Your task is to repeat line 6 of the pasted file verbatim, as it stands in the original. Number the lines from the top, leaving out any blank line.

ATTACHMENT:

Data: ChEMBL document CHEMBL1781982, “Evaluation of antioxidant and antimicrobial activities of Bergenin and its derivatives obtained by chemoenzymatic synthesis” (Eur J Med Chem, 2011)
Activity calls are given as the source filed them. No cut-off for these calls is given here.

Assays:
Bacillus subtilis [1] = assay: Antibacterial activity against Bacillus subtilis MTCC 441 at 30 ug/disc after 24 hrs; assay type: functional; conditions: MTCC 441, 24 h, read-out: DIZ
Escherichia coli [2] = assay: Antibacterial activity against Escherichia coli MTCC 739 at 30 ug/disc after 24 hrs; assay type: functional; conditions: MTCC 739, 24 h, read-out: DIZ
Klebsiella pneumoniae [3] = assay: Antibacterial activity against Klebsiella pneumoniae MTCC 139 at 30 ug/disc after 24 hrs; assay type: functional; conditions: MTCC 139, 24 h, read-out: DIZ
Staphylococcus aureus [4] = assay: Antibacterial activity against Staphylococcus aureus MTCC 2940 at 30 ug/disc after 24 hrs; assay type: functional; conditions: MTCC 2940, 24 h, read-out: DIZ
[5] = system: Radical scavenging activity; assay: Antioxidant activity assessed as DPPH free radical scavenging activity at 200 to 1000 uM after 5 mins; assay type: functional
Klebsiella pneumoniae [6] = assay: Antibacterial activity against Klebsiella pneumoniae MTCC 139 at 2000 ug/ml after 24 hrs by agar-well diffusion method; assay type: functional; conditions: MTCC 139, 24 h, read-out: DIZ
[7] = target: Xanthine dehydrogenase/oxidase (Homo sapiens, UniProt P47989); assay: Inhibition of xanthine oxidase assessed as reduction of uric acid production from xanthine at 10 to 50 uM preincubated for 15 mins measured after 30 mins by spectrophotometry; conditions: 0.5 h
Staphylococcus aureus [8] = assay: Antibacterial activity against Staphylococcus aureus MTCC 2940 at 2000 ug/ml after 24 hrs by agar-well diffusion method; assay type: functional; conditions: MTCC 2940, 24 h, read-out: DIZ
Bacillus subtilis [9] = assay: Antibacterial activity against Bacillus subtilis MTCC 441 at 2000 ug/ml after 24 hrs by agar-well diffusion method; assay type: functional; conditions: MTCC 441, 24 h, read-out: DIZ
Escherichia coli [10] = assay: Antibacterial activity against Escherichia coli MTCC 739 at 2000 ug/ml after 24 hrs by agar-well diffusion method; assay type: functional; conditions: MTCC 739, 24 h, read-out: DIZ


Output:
Klebsiella pneumoniae [3] = assay: Antibacterial activity against Klebsiella pneumoniae MTCC 139 at 30 ug/disc after 24 hrs; assay type: functional; conditions: MTCC 139, 24 h, read-out: DIZ